Cottage revival: Builder takes new approach with old ideas near Green Lake
Seattle Times staff reporter
The project is in its raw infancy now. But imagine Ravenna Cottages two years hence on a sunny day. Vines will be creeping up the trellises. Beyond the entry gate, the arbor will cast inviting shade on the private, recessed sitting area adjacent to the fountain. Shrubs will be leafed out, flowers blooming, neighbors talking across their common courtyard.
Some passersby in this Green Lake neighborhood may not realize what they're seeing isn't just charming or romantic. It's entirely radical in Seattle: the first detached cottage community built within the city since the 1920s.
Freshly finished this month, the cottages are six detached two-bedroom, one-and-a-half-bath houses. There are also three one-bedroom, one-bath (plus loft) carriage houses atop the development's nine-car garage. These nine new homes sit on the equivalent of two city lots.
Before the paint was even dry, two had been sold, at prices ranging from $257,000 to $307,000, which raises two questions:
If cottage communities (or "bungalow courts," as they were called in early Seattle) are such a welcome commodity, why have none been built for nearly 80 years? And how has a nonprofit developer, Threshold Housing, been able to build these now?
Leaping legal hurdles
Simply said, cottage construction within Seattle has been illegal - and is still illegal. Ditto building carriage houses atop garages, even though vintage ones in neighborhoods like Capitol Hill have always been considered desirable rentals.
But recently this illegality has collided with the reality that if Seattle is to solve its housing-supply crisis, it must be flexible and open to new ideas - or even old ones.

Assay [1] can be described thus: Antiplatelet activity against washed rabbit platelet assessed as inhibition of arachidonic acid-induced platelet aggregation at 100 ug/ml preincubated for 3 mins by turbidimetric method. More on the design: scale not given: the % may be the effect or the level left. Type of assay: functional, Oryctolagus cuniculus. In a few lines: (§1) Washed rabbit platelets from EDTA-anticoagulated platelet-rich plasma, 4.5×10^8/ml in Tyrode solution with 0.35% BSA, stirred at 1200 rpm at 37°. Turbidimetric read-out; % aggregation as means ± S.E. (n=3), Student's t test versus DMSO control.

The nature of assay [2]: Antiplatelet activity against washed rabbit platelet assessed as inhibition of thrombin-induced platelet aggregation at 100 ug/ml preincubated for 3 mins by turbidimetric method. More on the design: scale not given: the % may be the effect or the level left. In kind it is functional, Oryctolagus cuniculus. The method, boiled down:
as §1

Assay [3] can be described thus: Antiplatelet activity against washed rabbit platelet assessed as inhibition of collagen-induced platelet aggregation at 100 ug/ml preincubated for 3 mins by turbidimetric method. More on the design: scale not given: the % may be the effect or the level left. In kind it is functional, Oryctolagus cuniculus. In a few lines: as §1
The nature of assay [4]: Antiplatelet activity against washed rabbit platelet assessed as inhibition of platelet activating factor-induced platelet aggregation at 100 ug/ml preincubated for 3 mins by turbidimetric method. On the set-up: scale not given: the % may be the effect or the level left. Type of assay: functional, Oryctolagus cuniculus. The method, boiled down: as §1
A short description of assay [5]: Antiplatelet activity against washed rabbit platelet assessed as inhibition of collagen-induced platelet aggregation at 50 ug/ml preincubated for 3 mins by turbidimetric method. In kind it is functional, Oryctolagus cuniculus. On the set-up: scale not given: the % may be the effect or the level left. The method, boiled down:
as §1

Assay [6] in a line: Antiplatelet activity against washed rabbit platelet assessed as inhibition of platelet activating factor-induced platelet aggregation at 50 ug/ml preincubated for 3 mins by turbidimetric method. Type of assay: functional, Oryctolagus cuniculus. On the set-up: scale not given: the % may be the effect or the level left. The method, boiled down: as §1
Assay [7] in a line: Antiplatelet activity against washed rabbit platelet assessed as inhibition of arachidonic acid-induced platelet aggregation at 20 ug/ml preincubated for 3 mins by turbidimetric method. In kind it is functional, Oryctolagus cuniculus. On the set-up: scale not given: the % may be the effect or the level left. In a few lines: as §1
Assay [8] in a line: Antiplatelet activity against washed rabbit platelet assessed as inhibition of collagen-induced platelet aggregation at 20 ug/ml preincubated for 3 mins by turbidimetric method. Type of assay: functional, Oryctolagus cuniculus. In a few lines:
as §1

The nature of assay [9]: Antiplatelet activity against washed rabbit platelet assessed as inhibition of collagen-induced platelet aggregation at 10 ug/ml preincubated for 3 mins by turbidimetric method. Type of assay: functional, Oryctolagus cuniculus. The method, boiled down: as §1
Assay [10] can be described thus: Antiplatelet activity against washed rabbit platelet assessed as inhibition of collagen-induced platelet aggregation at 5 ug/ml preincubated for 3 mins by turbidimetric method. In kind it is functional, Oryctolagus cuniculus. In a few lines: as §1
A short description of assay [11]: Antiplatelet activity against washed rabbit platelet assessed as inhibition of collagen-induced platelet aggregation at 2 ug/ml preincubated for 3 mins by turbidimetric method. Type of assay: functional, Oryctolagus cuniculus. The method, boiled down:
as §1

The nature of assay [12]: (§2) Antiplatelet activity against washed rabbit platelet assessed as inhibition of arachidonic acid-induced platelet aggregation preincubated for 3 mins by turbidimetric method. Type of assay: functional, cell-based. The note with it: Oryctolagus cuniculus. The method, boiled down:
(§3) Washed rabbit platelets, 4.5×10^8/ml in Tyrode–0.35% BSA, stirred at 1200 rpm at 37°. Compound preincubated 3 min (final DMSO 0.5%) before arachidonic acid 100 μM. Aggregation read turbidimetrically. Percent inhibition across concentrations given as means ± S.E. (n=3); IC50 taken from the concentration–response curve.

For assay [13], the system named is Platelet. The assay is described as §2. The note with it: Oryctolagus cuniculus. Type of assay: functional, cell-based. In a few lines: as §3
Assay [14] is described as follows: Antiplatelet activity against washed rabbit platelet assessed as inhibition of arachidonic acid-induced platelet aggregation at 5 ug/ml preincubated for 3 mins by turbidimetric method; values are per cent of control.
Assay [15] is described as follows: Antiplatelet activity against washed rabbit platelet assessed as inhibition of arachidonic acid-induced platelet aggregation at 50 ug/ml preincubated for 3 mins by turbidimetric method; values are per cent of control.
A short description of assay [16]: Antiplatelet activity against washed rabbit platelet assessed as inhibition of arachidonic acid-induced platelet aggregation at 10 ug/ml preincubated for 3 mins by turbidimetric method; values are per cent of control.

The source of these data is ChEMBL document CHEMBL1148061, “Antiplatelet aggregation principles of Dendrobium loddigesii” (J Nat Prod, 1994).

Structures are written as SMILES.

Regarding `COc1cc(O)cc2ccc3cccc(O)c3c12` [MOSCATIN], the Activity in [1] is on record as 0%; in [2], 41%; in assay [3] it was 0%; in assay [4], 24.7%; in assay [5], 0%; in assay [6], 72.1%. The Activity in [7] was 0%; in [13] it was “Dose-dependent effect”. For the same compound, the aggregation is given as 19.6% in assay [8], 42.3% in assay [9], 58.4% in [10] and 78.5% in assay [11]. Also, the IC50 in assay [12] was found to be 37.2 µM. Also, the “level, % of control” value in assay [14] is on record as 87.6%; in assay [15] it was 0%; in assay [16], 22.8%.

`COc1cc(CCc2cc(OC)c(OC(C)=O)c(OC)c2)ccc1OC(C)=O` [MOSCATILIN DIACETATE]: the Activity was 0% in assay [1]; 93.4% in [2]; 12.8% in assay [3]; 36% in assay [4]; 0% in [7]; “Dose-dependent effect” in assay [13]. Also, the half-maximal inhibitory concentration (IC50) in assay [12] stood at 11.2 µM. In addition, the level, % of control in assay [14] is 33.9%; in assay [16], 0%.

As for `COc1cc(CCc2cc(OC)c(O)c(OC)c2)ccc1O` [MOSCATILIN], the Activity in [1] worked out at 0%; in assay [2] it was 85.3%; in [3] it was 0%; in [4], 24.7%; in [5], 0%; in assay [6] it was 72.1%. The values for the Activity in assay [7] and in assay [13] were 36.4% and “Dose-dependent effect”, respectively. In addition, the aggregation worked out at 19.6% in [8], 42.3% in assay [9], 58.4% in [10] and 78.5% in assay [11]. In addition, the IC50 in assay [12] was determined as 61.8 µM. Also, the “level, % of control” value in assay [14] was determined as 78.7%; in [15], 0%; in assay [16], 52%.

In community discussions, beginning with a housing summit called by Mayor Paul Schell, ideas started percolating. "We thought, 'If we didn't have to be restricted by zoning, what kind of housing could we have that people would buy?' " recounts Diane Sugimura, deputy director of Seattle's Department of Design, Construction and Land Use (DCLU), which controls building and zoning codes.
Thus was born a special demonstration-program ordinance. Its purpose is to test what DCLU terms "innovative residential design solutions" not currently allowed under city codes - and do so in a way that doesn't alienate the neighbors.
Developers, homeowners and others were invited to submit proposals, particularly for cottages and detached accessory dwelling units - often called mother-in-law apartments - of which carriage houses are one type.
Whidbey Island has a new cottage community; Shoreline has one in the works.
And now, after more than two years of planning, Ravenna Cottages is Seattle's first cottage program out of the ground.
While grateful for the opportunity, it wasn't the easiest birth, says John Kucher, Threshold Housing's executive director. Threshold "does demonstration projects that a regular market-rate builder would not do," he says, adding, "no regular builder in his right mind would have done Ravenna Cottages. It took us two years to get all the way permitted."